Category Archives: Education

Report Card Comments

“I hope that he will continue to be a purr-fectly paw-sitive presence when he enters 5th grade” – is a sentence that I definitely put into one of my report card comments (he loves cats).

“Why does she read like she’s running out of time?” – is a sentence that I put into another report card (she loves Hamilton).

But I just wanted to include this whole comment that I wrote for another student of mine.  I feel so privileged to be able to write something like this; this girl was a literal rock star.

I can’t say that it was a joy to teach **** this year… because this year, I don’t think I really taught **** – she basically taught herself. She always went above and beyond in all subjects and did a great job in making sense of materials that I gave vague directions on (since she was ahead of the class), and constantly made positive choices.

Yet beyond her academic gifting and maturity, I really appreciated ****’s kind and patient nature. I know there were many times where her questions and needs weren’t met because I had to help other students, where she wasn’t called on to participate, and where she ended up with tasks that required trust but weren’t the most exciting. I really appreciate **** for taking this on and just helping me out as a teacher with her positive attitude and kindness towards others. It definitely helped keep the classroom mood light since **** was the friend that some of our students really needed.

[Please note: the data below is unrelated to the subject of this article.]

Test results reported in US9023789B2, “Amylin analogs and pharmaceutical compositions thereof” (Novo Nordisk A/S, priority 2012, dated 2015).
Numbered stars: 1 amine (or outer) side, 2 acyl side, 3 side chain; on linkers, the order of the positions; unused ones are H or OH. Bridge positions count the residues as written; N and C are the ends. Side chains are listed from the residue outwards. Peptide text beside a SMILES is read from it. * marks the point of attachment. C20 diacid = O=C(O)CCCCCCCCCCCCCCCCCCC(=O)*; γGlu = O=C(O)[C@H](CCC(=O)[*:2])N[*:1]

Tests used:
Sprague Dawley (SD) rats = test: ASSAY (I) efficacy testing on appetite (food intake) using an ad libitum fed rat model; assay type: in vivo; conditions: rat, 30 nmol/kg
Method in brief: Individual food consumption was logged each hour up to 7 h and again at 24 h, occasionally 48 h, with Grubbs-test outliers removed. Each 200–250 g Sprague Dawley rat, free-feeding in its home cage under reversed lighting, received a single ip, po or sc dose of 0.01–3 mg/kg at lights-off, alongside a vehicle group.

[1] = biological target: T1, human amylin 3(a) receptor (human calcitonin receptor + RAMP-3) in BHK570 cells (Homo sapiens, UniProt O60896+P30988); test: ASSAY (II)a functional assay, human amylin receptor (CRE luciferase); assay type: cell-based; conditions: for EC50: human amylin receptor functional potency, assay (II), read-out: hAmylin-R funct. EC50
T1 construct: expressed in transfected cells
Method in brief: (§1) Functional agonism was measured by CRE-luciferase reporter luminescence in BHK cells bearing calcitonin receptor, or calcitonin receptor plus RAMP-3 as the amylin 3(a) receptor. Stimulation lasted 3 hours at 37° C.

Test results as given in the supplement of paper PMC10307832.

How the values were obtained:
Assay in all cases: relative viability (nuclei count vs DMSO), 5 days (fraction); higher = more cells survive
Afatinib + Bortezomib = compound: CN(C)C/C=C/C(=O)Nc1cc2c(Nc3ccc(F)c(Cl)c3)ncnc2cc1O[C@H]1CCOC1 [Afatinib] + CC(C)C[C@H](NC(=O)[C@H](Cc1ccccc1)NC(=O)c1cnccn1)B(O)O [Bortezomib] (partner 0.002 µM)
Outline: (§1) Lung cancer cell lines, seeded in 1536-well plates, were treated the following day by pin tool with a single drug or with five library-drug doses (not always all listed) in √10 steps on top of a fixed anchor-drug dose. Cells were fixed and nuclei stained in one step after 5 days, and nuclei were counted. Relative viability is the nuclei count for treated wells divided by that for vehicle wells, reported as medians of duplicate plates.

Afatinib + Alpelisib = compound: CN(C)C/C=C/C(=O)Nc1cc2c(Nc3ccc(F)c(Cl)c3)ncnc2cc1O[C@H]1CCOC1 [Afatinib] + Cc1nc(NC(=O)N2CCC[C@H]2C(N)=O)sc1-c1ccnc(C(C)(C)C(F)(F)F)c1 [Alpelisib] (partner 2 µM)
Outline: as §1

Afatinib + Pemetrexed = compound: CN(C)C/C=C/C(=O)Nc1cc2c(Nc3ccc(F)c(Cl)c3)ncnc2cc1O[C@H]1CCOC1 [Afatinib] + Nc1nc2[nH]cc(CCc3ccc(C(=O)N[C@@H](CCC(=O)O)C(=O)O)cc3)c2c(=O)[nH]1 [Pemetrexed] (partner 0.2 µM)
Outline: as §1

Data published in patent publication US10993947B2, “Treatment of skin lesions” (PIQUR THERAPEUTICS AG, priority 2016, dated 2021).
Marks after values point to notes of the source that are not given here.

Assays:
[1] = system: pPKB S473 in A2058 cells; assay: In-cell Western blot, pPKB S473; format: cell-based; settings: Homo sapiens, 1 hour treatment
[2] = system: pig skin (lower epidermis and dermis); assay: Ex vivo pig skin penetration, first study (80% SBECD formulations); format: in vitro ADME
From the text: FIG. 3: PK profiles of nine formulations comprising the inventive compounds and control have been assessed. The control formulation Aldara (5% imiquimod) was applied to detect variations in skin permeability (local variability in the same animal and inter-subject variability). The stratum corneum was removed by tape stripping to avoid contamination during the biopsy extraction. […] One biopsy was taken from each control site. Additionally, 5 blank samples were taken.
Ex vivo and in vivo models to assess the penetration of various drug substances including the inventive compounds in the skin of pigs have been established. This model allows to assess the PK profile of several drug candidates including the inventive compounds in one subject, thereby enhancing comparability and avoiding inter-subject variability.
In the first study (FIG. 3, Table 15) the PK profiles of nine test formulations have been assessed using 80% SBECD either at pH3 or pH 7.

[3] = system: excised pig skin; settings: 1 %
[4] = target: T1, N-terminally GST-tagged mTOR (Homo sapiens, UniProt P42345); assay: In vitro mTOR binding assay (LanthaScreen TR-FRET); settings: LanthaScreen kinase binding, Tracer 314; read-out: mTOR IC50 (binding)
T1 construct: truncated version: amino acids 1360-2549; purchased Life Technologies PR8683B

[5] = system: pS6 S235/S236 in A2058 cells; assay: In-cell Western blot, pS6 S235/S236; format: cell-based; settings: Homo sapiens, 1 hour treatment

I hope that if she learned anything from fourth grade, it is to take risks and to embrace mistakes. I hope that she won’t always be met with success but have some real challenges and opportunities to grow. Like I said, I can’t say it was a joy teaching ****, but I can say it was a joy learning from her and witnessing the power of her being in my class.

Here’s an excerpt from another one. I think this is amazing to witness in anyone, let alone a 4th grade boy..

As a person, **** is one of the most empathetic and kindest boys in my classroom. There are so many instances where he stayed loyal to a classmate even when his peers were not, and other instances, where he was understanding of students with special needs even when they offended him. He celebrates with his classmates and forgives easily. That is not an easy thing to do, and I felt blessed to witness that in my classroom this year.

Why is it so hard to add a special ed credential? :(

At many of the schools I worked at, Special Ed was always the area where we struggled. One school straight up ignored it, while the other schools had a relationship with Seneca (if you’re in Bay Area education, I’m sure you’ve heard of it.  Interesting tidbit: did you know the CEO is on the Alameda Board of Education? Talk about conflict of interest…).

I can’t say anything general about Seneca since some of my friends LOVED their Seneca peeps at their school, and I’ve felt mixed about my personal experience.  Anyway, the point is, schools ALWAYS struggle to find special ed teachers so they outsource to places (like Seneca) and end up with subpar results that simply comply with legal regulations but don’t actually help the kid….